It is difficult to decide if this has been the case forever in known history; indeed, if being human has perhaps also meant internalizing this ever-growing scale of violence. Yet, it cannot be denied that the tendency towards violence has increased enormously through the eras in which rationality, knowledge, capital, and machine, together — and contrary to the rhetoric justifying their emergence — have gained a stranglehold over human society. Predictably, just as industrial capitalism produced its critique in Karl Marx’s utopian ideas, violence aggravated by modernity found its critique in Gandhi’s utopian idealism. Not surprisingly, therefore, non-violence became for Gandhi a non-negotiable element of his idea of freedom. Just as various shades of Marxism can be detected in every struggle for equality in modern times — and how seamlessly they can be applied to such struggles before Marx as well — it is also possible to attribute Gandhi’s notion of non-violence to all struggles for freedom, including those that preceded him.

The logical fallacy and anachronism involved in such attempts notwithstanding, it must be admitted that Gandhi, like Marx, was pointing to something truly fundamental about what has been happening to humans over the past half-a-millennium. Curiously enough, both Marx and Gandhi held the rather simplistic belief that human greed can be contained, if not eliminated altogether, by bringing in, at least as an interim measure, the agency of the State (for Marx) and the conscience or the inner voice (for Gandhi). Both argued against the arrogance of the State, hubris, and left it to individuals to strengthen society through action. It is not my intention to argue that the two were alike in their thought — they certainly were not. I invoke them here to point out that the moral and political responsibility that they place upon individuals is not yet a dated idea and deserves a serious consideration.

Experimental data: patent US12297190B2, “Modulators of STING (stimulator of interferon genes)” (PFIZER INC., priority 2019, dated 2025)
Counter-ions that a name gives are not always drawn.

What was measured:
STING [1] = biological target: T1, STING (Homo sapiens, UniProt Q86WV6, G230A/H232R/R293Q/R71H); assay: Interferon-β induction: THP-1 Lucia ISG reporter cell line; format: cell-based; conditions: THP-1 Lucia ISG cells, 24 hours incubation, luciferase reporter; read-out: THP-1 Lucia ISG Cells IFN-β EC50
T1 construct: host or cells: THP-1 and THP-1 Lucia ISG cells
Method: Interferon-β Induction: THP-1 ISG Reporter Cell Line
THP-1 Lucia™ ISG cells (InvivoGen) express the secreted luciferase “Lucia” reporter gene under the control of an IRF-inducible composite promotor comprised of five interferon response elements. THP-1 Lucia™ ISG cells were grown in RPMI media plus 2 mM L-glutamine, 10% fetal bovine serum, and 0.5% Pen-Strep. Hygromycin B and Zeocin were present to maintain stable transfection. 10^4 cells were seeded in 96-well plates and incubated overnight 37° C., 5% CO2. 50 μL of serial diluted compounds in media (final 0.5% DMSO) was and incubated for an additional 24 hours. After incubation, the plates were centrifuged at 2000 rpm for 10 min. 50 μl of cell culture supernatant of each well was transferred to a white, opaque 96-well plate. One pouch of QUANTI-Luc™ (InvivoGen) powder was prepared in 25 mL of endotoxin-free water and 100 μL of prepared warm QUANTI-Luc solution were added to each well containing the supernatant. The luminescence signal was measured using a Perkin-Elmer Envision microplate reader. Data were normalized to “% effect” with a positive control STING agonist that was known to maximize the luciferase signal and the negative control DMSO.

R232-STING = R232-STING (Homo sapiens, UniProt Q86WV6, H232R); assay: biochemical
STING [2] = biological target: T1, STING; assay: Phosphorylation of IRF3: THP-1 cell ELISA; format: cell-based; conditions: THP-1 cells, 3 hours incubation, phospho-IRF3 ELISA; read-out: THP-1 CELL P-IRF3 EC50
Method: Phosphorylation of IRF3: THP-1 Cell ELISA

The current majoritarian disdain towards Gandhi and Marx is to a large extent a joint product of the unprecedented growth of the economic middle class and the neo-liberal economic response to its aspirations. Put in simple words, liberal economic thought — not to be confused with liberal social thought — took away the State’s direct responsibility towards the poorer sections of the society. It promoted the idea that the State’s job is to provide ‘space’ and ‘ecology’ for unfettered aspirations. This idea, as an idea, does not look faulty or unjust, on its face. However, it led to the emptying the Left-progressive ideas of the clash between the economic classes of the political box. Besides, this shift also created space for over-nationalistic regimes to take on the mantle of fighting globalization, the word that the progressive social actors are so fond of using as their favourite target. Thus, today the Right has taken on the role of championing the poor against globalization; and when it adds the nationalism bit, the aspiring classes easily believe that pride is the new face of progress, never mind if violence, hatred, intimidation are used as the means to that end.

In 2000, the world started imagining itself as being on the verge of a ‘knowledge century’. By 2019, it has arrived on the verge of becoming a violence century. The acceptance by so many scientists that the Anthropocene has started is an admission that the humans have come close to a diminishing of diversity and life. I think, the Left, progressive, socially liberal, gender-activist, ecologically sensitive sections all need to counter violence as a method for achieving any goal by reminding all of us that if life and the vast diversity of species come under threat, political triumphs have no meaning. In other words, the way ahead for the traditional progressive forces is along the Green path. The recent elections to the European Parliament point to this in no uncertain way.

The author is a literary critic and a cultural activist